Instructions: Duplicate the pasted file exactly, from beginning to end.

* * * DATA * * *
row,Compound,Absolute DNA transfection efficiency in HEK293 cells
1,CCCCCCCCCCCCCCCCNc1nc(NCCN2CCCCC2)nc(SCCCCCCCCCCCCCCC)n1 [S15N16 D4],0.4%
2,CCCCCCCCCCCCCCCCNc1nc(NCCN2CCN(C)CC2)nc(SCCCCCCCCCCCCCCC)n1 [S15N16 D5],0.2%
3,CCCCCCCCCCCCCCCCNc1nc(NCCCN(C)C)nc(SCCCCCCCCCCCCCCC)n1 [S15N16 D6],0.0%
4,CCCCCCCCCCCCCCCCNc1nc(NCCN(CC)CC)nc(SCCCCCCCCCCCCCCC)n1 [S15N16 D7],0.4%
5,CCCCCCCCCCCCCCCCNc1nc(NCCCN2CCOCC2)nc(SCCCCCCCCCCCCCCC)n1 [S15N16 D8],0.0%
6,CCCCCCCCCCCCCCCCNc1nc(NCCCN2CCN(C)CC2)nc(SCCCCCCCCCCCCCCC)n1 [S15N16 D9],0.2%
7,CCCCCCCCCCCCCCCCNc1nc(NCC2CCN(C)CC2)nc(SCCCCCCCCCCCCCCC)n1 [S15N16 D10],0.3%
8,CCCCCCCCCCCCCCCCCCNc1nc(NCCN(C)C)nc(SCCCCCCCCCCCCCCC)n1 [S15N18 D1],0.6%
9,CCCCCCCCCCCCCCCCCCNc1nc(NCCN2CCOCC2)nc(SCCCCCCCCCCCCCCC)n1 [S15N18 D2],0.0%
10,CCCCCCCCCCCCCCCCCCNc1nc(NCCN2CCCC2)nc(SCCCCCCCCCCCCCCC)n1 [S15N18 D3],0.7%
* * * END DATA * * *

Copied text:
row,Compound,Absolute DNA transfection efficiency in HEK293 cells
1,CCCCCCCCCCCCCCCCNc1nc(NCCN2CCCCC2)nc(SCCCCCCCCCCCCCCC)n1 [S15N16 D4],0.4%
2,CCCCCCCCCCCCCCCCNc1nc(NCCN2CCN(C)CC2)nc(SCCCCCCCCCCCCCCC)n1 [S15N16 D5],0.2%
3,CCCCCCCCCCCCCCCCNc1nc(NCCCN(C)C)nc(SCCCCCCCCCCCCCCC)n1 [S15N16 D6],0.0%
4,CCCCCCCCCCCCCCCCNc1nc(NCCN(CC)CC)nc(SCCCCCCCCCCCCCCC)n1 [S15N16 D7],0.4%
5,CCCCCCCCCCCCCCCCNc1nc(NCCCN2CCOCC2)nc(SCCCCCCCCCCCCCCC)n1 [S15N16 D8],0.0%
6,CCCCCCCCCCCCCCCCNc1nc(NCCCN2CCN(C)CC2)nc(SCCCCCCCCCCCCCCC)n1 [S15N16 D9],0.2%
7,CCCCCCCCCCCCCCCCNc1nc(NCC2CCN(C)CC2)nc(SCCCCCCCCCCCCCCC)n1 [S15N16 D10],0.3%
8,CCCCCCCCCCCCCCCCCCNc1nc(NCCN(C)C)nc(SCCCCCCCCCCCCCCC)n1 [S15N18 D1],0.6%
9,CCCCCCCCCCCCCCCCCCNc1nc(NCCN2CCOCC2)nc(SCCCCCCCCCCCCCCC)n1 [S15N18 D2],0.0%
10,CCCCCCCCCCCCCCCCCCNc1nc(NCCN2CCCC2)nc(SCCCCCCCCCCCCCCC)n1 [S15N18 D3],0.7%